20 Questions With ... Gerard Murphy
Date: 5 November 2007
Actor Gerard Murphy – who plays Salieri in Sheffield’s Amadeus, the final production before the Crucible closes for refurbishment – discusses Coronation Street, Russian translations & what Peter Shaffer has in common with Mamma Mia!
Gerard Murphy’s stage credits - at the Royal Shakespeare Company, Bristol Old Vic, Manchester’s Royal Exchange, Northampton’s Theatre Royal, Birmingham Rep, Theatre Clywd, Watford Palace and elsewhere – include Hamlet, Henry V, Blue/Orange, Volpone, The Weir, Who’s Afraid of Virginia Woolf?, A Moon for the Misbegotten and The Thebans.
On screen, Murphy has been seen in television’s Dalziel and Pascoe, The Scarlet Pimpernel, McCallum and Trial and Retribution as well as films including Waterworld and Batman Begins.
Murphy now returns to Sheffield Crucible, where he previously starred in Stephen Sondheim musical Assassins, to star as Salieri opposite Bryan Dick’s Amadeus in Peter Shaffer’s Tony Award-winning modern classic Amadeus. The new production is directed by Nikolai Foster, who also helmed Assassins.
Set in 18th-century Vienna, Amadeus explores the relationship between the obsessive Austrian Court composer Antonio Salieri and his meteoric young rival Wolfgang Amadeus Mozart. Since its 1979 premiere at the National Theatre, the part of Salieri has been played on stage by the likes of Paul Scofield, Ian McKellen, David Suchet and Matthew Kelly, while Mozart has been played by actors including Simon Callow, Tim Curry and Michael Sheen. Milos Forman’s Oscar-winning 1984 film version starred F Murray Abraham and Tom Hulse as Salieri and Mozart respectively.
Amadeus continues until 8 December 2008, and is the final production at Sheffield Crucible before the theatre closes in January for a major refurbishment.
Date & place of birth
Born 14 October 1955 in Newry, County Down, Northern Ireland.
Lives now in
At the moment, I’m living in Sheffield, but I usually live in London. I move around so much that sometimes I don’t even know where I live. I love moving around. If I could, I would be of no fixed abode.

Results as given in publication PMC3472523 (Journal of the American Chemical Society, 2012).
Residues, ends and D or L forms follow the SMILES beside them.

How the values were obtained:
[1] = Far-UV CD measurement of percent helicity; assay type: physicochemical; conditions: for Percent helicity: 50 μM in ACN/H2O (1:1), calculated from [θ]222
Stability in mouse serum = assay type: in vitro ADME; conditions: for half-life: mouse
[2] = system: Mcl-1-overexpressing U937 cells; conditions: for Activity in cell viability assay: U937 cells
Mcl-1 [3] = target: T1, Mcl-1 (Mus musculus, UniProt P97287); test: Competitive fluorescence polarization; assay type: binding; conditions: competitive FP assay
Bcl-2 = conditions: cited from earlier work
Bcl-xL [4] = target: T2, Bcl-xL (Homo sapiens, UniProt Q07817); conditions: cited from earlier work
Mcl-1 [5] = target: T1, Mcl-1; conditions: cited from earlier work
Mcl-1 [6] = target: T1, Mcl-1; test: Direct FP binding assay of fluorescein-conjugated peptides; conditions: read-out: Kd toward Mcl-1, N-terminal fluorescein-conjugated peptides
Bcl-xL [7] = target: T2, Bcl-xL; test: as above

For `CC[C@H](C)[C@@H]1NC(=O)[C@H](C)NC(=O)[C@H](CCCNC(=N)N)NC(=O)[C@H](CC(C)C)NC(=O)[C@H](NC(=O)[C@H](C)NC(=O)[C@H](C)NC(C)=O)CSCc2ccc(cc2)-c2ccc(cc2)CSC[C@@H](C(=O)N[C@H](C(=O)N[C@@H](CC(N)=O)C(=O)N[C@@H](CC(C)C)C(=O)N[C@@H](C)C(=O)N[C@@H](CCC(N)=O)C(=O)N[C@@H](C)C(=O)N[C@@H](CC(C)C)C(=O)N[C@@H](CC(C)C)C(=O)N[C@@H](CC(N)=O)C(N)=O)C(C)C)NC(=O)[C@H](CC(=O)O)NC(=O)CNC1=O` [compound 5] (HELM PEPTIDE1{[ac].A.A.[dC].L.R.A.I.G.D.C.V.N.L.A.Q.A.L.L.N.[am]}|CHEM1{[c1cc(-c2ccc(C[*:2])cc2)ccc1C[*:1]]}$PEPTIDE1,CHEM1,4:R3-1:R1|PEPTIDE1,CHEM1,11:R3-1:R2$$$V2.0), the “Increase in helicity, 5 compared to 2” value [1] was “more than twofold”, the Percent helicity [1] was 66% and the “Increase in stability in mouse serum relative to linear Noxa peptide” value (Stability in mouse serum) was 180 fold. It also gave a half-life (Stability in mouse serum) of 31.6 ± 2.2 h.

What made you want to become a performer?
I was appallingly shy when I was young. I realised I was becoming very introverted so I thought I had better do something where I have to talk and express myself. I went along to a local theatre and asked for a job. They thought I meant a job in the bar, but I told them I wanted to be an actor. I was about 16 and you can do anything at that age. They were looking for someone to play a child. I got the job and it all went on from there.
If you hadn’t become a performer, what might you have done professionally?
I think I would have ended up nursing. I have always been in awe of people in the medical profession.
First big break
There have been a few. My second job came when I left Ireland and got a job in Glasgow at the Citizens Theatre. I went for three months and stayed for three years. I loved it. It was a very powerful theatre to be part of. It was a theatre that had very sensible pricing policies and as a result was full all the time. Once I strayed into a bar in Glasgow which was quite rough. There was a group of guys who were looking at me like they wanted to kill me. I was nervous and then suddenly they started telling me that my theatre should do more plays by Seneca. That was the way the theatre was, it was owned by the city and loved by the city. Another big break came out of the blue when I was asked to do the film Waterworld. I suddenly found myself living in Hawaii and Hollywood for a year. That was an extraordinary experience.
Career highlights to date
One of them was singing in Assassins at the Crucible Theatre. I had never done anything like that before so it was an amazing personal highlight for me. I am still in disbelief that I actually did it.
I am very proud that I did some plays with Glenda Jackson. That was a great privilege and pleasure. I was also lucky enough to act with Robert Eddison. He taught me a lot about how people can influence you. Hopefully you can digest some of what you have learnt and reproduce it in a different way yourself to hand it on.
I love Noel Coward – he’s often maligned for being frivolous but I think He’s quite profound. I also really like Sean O’Casey and, of course, Shakespeare.
What was the first thing you saw on stage?
I remember that very well. I was still at school and I came to London to see Cabaret. I loved it. I would really love to see the revival, but I haven’t been able to get there yet.